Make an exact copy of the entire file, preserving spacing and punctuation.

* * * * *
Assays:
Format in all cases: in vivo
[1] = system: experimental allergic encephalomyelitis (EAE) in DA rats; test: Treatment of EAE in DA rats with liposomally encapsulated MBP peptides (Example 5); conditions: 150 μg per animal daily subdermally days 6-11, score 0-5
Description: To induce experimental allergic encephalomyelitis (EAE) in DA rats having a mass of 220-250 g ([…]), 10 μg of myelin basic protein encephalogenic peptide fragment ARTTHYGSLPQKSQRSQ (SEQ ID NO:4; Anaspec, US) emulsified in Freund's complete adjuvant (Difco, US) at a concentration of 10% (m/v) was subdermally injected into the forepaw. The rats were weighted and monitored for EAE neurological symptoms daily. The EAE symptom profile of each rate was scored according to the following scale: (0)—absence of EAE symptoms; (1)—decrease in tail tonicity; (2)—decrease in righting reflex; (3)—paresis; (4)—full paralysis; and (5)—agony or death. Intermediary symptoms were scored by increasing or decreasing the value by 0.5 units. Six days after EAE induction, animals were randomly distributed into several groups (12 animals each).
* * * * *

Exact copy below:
Assays:
Format in all cases: in vivo
[1] = system: experimental allergic encephalomyelitis (EAE) in DA rats; test: Treatment of EAE in DA rats with liposomally encapsulated MBP peptides (Example 5); conditions: 150 μg per animal daily subdermally days 6-11, score 0-5
Description: To induce experimental allergic encephalomyelitis (EAE) in DA rats having a mass of 220-250 g ([…]), 10 μg of myelin basic protein encephalogenic peptide fragment ARTTHYGSLPQKSQRSQ (SEQ ID NO:4; Anaspec, US) emulsified in Freund's complete adjuvant (Difco, US) at a concentration of 10% (m/v) was subdermally injected into the forepaw. The rats were weighted and monitored for EAE neurological symptoms daily. The EAE symptom profile of each rate was scored according to the following scale: (0)—absence of EAE symptoms; (1)—decrease in tail tonicity; (2)—decrease in righting reflex; (3)—paresis; (4)—full paralysis; and (5)—agony or death. Intermediary symptoms were scored by increasing or decreasing the value by 0.5 units. Six days after EAE induction, animals were randomly distributed into several groups (12 animals each).